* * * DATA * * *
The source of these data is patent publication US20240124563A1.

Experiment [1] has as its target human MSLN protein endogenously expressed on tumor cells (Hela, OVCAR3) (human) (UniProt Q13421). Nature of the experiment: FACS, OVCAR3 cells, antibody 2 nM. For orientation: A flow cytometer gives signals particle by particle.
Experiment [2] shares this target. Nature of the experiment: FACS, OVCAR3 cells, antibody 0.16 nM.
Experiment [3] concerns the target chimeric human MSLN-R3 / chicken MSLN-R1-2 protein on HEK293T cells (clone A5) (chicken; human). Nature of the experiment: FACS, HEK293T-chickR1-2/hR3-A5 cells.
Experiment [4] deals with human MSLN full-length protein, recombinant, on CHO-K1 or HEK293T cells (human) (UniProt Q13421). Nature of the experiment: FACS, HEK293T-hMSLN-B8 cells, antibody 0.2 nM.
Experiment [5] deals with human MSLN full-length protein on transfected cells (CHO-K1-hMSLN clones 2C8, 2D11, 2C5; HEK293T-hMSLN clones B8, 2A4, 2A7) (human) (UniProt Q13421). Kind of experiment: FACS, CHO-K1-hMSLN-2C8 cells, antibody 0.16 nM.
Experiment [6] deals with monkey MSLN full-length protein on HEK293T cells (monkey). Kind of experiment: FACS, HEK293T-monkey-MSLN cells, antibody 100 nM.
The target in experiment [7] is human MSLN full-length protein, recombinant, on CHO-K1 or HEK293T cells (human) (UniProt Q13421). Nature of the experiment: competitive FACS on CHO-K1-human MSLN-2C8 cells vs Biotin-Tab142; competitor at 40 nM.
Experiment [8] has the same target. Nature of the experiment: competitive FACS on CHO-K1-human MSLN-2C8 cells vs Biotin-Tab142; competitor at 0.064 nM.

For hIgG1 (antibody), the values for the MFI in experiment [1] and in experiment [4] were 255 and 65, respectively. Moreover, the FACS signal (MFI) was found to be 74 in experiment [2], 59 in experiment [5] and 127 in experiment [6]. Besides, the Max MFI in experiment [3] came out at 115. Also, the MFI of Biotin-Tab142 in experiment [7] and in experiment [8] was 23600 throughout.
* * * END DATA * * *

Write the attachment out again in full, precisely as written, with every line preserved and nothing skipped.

The source of these data is patent publication US20240124563A1.

Experiment [1] has as its target human MSLN protein endogenously expressed on tumor cells (Hela, OVCAR3) (human) (UniProt Q13421). Nature of the experiment: FACS, OVCAR3 cells, antibody 2 nM. For orientation: A flow cytometer gives signals particle by particle.
Experiment [2] shares this target. Nature of the experiment: FACS, OVCAR3 cells, antibody 0.16 nM.
Experiment [3] concerns the target chimeric human MSLN-R3 / chicken MSLN-R1-2 protein on HEK293T cells (clone A5) (chicken; human). Nature of the experiment: FACS, HEK293T-chickR1-2/hR3-A5 cells.
Experiment [4] deals with human MSLN full-length protein, recombinant, on CHO-K1 or HEK293T cells (human) (UniProt Q13421). Nature of the experiment: FACS, HEK293T-hMSLN-B8 cells, antibody 0.2 nM.
Experiment [5] deals with human MSLN full-length protein on transfected cells (CHO-K1-hMSLN clones 2C8, 2D11, 2C5; HEK293T-hMSLN clones B8, 2A4, 2A7) (human) (UniProt Q13421). Kind of experiment: FACS, CHO-K1-hMSLN-2C8 cells, antibody 0.16 nM.
Experiment [6] deals with monkey MSLN full-length protein on HEK293T cells (monkey). Kind of experiment: FACS, HEK293T-monkey-MSLN cells, antibody 100 nM.
The target in experiment [7] is human MSLN full-length protein, recombinant, on CHO-K1 or HEK293T cells (human) (UniProt Q13421). Nature of the experiment: competitive FACS on CHO-K1-human MSLN-2C8 cells vs Biotin-Tab142; competitor at 40 nM.
Experiment [8] has the same target. Nature of the experiment: competitive FACS on CHO-K1-human MSLN-2C8 cells vs Biotin-Tab142; competitor at 0.064 nM.

For hIgG1 (antibody), the values for the MFI in experiment [1] and in experiment [4] were 255 and 65, respectively. Moreover, the FACS signal (MFI) was found to be 74 in experiment [2], 59 in experiment [5] and 127 in experiment [6]. Besides, the Max MFI in experiment [3] came out at 115. Also, the MFI of Biotin-Tab142 in experiment [7] and in experiment [8] was 23600 throughout.